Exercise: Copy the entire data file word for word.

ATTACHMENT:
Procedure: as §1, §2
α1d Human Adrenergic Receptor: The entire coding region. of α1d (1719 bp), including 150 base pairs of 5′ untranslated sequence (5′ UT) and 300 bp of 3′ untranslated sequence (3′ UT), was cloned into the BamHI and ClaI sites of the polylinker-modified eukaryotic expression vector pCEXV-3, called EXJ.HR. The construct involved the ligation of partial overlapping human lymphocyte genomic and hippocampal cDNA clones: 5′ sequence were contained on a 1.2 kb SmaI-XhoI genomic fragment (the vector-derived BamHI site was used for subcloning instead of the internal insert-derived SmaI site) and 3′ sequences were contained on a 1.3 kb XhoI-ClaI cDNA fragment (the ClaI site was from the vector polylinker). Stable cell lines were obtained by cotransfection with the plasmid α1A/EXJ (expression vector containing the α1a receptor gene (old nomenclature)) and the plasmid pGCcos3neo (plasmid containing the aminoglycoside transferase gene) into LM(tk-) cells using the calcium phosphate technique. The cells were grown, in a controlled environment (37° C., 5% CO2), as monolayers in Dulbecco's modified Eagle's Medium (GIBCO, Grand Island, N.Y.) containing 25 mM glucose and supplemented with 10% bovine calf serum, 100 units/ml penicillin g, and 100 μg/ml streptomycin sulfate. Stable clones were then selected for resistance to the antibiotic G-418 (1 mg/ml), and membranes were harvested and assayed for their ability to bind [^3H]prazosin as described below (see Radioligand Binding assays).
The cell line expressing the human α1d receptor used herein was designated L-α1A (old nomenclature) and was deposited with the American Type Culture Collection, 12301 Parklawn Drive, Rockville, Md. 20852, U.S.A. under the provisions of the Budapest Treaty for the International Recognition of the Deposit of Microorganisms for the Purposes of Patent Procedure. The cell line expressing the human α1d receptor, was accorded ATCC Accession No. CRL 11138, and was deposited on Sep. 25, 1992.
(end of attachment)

Procedure: as §1, §2
α1d Human Adrenergic Receptor: The entire coding region. of α1d (1719 bp), including 150 base pairs of 5′ untranslated sequence (5′ UT) and 300 bp of 3′ untranslated sequence (3′ UT), was cloned into the BamHI and ClaI sites of the polylinker-modified eukaryotic expression vector pCEXV-3, called EXJ.HR. The construct involved the ligation of partial overlapping human lymphocyte genomic and hippocampal cDNA clones: 5′ sequence were contained on a 1.2 kb SmaI-XhoI genomic fragment (the vector-derived BamHI site was used for subcloning instead of the internal insert-derived SmaI site) and 3′ sequences were contained on a 1.3 kb XhoI-ClaI cDNA fragment (the ClaI site was from the vector polylinker). Stable cell lines were obtained by cotransfection with the plasmid α1A/EXJ (expression vector containing the α1a receptor gene (old nomenclature)) and the plasmid pGCcos3neo (plasmid containing the aminoglycoside transferase gene) into LM(tk-) cells using the calcium phosphate technique. The cells were grown, in a controlled environment (37° C., 5% CO2), as monolayers in Dulbecco's modified Eagle's Medium (GIBCO, Grand Island, N.Y.) containing 25 mM glucose and supplemented with 10% bovine calf serum, 100 units/ml penicillin g, and 100 μg/ml streptomycin sulfate. Stable clones were then selected for resistance to the antibiotic G-418 (1 mg/ml), and membranes were harvested and assayed for their ability to bind [^3H]prazosin as described below (see Radioligand Binding assays).
The cell line expressing the human α1d receptor used herein was designated L-α1A (old nomenclature) and was deposited with the American Type Culture Collection, 12301 Parklawn Drive, Rockville, Md. 20852, U.S.A. under the provisions of the Budapest Treaty for the International Recognition of the Deposit of Microorganisms for the Purposes of Patent Procedure. The cell line expressing the human α1d receptor, was accorded ATCC Accession No. CRL 11138, and was deposited on Sep. 25, 1992.